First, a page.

Astronomers hope TNO research will help them find the elusive so-called Planet Nine (artist pictured).

Astronomers hope TNO research will help them find the elusive so-called Planet Nine (artist pictured).

WHY IS PLUTO NOT A PLANET?

In 2006, the International Astronomical Union, a global group of experts in astronomy, established a definition for a planet that requires it to “clear” its orbit, or in other words, be the largest gravitational force in its orbit.

Since Neptune’s gravity affects the neighboring planet Pluto, and Pluto shares its orbit with frozen gases and objects in the Kuiper belt, this meant that Pluto did not have the status of a planet.

Pluto has been moved from the definition of a planet to a dwarf planet, which, despite its name, is not a “planet” according to the IAU definition.

The main difference between a “dwarf planet” and a “planet” is that the latter does not dominate its region of space.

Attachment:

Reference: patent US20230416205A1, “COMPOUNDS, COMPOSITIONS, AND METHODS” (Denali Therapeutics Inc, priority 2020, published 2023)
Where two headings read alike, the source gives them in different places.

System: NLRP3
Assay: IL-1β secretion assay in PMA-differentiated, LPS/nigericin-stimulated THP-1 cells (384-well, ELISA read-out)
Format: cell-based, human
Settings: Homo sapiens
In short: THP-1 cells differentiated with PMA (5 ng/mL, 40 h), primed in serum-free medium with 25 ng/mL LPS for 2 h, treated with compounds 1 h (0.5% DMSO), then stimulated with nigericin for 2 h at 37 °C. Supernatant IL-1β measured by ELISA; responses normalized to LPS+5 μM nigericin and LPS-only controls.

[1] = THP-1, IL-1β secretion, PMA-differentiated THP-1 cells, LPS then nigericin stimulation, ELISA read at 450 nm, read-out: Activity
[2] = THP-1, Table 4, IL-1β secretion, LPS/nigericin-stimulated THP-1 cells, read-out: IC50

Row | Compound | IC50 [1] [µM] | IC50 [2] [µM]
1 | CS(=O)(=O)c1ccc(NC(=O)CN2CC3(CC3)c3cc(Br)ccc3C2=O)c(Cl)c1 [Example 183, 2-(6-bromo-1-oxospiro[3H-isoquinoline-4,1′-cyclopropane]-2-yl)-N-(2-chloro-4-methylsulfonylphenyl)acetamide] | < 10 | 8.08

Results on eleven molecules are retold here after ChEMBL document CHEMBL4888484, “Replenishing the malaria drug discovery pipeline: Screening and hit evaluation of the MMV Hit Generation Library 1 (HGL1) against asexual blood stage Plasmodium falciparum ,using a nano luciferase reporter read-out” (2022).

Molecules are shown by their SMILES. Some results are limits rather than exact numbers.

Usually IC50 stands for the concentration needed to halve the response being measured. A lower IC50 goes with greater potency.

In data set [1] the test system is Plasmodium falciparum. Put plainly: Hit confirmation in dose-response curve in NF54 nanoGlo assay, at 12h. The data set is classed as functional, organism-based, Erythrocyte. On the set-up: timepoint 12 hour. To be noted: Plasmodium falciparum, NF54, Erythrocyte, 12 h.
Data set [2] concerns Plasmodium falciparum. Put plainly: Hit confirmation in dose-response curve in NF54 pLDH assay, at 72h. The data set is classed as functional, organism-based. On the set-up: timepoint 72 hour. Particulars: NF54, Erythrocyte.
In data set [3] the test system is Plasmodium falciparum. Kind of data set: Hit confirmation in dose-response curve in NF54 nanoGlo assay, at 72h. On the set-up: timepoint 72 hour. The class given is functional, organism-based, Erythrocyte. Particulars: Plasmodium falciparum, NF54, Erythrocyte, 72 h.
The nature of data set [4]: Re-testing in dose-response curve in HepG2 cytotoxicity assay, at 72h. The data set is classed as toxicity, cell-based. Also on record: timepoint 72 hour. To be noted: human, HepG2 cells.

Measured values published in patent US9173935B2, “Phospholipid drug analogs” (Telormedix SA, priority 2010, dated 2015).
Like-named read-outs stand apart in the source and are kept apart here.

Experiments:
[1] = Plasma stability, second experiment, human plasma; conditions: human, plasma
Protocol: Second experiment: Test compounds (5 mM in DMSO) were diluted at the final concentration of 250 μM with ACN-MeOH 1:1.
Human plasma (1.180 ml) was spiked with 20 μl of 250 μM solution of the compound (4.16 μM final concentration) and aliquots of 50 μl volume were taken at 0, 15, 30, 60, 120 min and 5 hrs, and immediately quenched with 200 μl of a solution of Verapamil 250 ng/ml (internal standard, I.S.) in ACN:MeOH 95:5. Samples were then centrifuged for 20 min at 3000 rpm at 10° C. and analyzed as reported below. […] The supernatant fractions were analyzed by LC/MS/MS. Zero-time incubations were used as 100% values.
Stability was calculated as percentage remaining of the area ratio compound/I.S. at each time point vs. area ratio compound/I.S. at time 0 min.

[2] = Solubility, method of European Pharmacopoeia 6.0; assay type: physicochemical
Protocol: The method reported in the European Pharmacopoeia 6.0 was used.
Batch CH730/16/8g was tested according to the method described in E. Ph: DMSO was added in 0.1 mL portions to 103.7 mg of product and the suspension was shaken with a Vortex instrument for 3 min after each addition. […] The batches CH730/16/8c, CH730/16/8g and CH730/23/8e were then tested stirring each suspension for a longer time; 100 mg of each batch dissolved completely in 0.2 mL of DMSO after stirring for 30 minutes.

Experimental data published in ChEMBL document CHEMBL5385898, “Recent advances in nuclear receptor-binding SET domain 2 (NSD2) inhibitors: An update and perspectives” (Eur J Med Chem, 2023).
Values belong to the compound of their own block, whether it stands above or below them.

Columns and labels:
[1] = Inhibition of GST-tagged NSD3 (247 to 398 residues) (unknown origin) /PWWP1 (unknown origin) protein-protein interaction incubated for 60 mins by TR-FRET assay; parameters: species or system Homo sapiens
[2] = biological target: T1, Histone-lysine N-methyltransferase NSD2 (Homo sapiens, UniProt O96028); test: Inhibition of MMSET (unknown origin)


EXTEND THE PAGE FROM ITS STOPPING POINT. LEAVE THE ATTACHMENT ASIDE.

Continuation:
Until 2006, there was never a formal definition of what constitutes a planet.

Scholars argue that this means that Pluto’s demotion is unfair and unjustified.

“Just so you know, I think Pluto is a planet,” NASA Administrator Jim Bridenstine said.

They believe that the orbits of a number of bodies in the remote corners of the solar system have been disturbed by the gravity of an as yet unidentified planet.

This alien world, first proposed by a group at the California Institute of Technology in the US, has been theorized to explain the distorted paths seen in distant icy bodies.

To match the data that experts have, the proposed planet would have to be about four times the size of Earth and ten times as massive.

The researchers say a body of this size and mass could explain the clustered trajectories of a number of icy minor planets beyond Neptune.

Its huge orbit means it takes 10,000 to 20,000 years to complete one revolution around the Sun.